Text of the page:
• Jeff S A sport utility vehicle or SUV is a car classification that combines elements of road-going passenger cars with features from off-road vehicles, such as raised ground clearance and four-wheel drive.There is no commonly agreed-upon definition of an SUV and usage of the term varies between countries. Thus, it is "a loose term that traditionally covers a broad range of vehicles with four-wheel drive." Some definitions claim that an SUV must be built on a light truck chassis; however, broader definitions consider any vehicle with off-road design features to be an SUV. A [url=https://en.wikipedia.org/wiki/Crossover_(automobile)]crossover SUV[/url] is often defined as an SUV built with a unibody construction (as with passenger cars), however, the designations are increasingly blurred because of the capabilities of the vehicles, the labelling by marketers, and electrification of new models.The predecessors to SUVs date back to military and low-volume models from the late 1930s, and the four-wheel drive station wagons and carryalls that began to be introduced in 1949. The 1984 [url=https://en.wikipedia.org/wiki/Jeep_Cherokee_(XJ)]Jeep Cherokee (XJ)[/url] is considered to be the first SUV in the modern style. Some SUVs produced today use unibody construction; however, in the past, more SUVs used body-on-frame construction. During the late 1990s and early 2000s, the popularity of SUVs greatly increased, often at the expense of the popularity of large [url=https://en.wikipedia.org/wiki/Sedan_(automobile)]sedans[/url] and station wagons.More recently, smaller SUVs, mid-size, and crossovers have become increasingly popular. SUVs are currently the world's largest automotive segment and accounted for 45.9% of the world's passenger car market in 2021. SUVs have been criticized for a variety of environmental and safety-related reasons. They generally have poorer fuel efficiency and require more resources to manufacture than smaller vehicles, contributing more to climate change and environmental degradation. Between 2010 and 2018 SUVs were the second largest contributor to the global increase in carbon emissions worldwide. Their higher center of gravity increases their risk of rollovers. Their larger mass increases their stopping distance, reduces visibility, and increases damage to other road users in collisions. Their higher front-end profile makes them at least twice as likely to kill pedestrians they hit. Additionally, the psychological sense of security they provide influences drivers to drive less cautiously. https://en.wikipedia.org/wiki/Sport_utility_vehicleWith the above definition of SUV any vehicle that is not a pickup truck if it is enclosed, doesn't have a trunk, and is jacked up with bigger tires. If the green activists adhere to this definition of what an SUV is there will be millions of vehicles with flat tires which include HRVs, Rav4s, CRVs, Ford Escapes, Buick Encores, and many of compact and subcompact vehicles. The green movement is going to have to recruit millions of new followers and will be busy flattening millions of tires in the US and across the globe. Might be easier to protest.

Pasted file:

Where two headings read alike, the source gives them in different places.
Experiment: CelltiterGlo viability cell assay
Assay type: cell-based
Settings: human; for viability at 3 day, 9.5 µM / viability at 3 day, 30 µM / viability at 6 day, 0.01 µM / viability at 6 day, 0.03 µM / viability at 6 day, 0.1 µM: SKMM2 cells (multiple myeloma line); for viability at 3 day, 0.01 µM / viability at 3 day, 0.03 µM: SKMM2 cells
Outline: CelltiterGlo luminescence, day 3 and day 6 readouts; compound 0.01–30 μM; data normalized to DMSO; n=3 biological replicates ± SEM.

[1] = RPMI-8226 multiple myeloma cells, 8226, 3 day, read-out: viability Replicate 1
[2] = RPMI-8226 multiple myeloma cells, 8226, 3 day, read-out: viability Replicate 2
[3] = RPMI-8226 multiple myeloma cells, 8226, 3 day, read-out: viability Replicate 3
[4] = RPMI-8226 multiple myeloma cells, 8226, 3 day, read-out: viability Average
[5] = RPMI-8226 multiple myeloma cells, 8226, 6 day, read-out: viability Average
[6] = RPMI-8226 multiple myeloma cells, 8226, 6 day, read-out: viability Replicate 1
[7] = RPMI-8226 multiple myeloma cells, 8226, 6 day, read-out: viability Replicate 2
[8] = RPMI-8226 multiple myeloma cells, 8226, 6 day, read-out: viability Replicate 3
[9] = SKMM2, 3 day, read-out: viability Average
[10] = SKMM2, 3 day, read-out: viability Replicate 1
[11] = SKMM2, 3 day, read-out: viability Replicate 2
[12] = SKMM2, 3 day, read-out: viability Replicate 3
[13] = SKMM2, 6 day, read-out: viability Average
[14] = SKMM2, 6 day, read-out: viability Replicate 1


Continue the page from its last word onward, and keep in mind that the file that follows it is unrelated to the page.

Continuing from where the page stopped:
• Sckid213 I actually do agree that most Nissans are ultimately junk. (I also think many BMWs are also). I was talking challenging the 3 in terms of driving dynamics. Agree all were failures in sales.
  • THX1136 More accurately said, we are seeing exponential growth in the manufacturing capabilities in this market. Unless, of course, all those vehicles are sold with customers waiting until more a produced so they can buy. Indeed, there are certainly more EVs being purchased now than back in 2016. Is demand outstripping manufacturing? Maybe or maybe not. I sincerely don't know which is why I ask.
  • ToolGuy The page here (linked in the writeup) is ridiculously stupid https://www.tyreextinguishers.com/how-to-spot-an-suvLike, seriously stupid, e.g., A) Not sure that particular Volvo is killing the planet as quickly as some other vehicles we might choose. B) A Juke is "huge"??? C) The last picture shows a RAV4 Hybrid?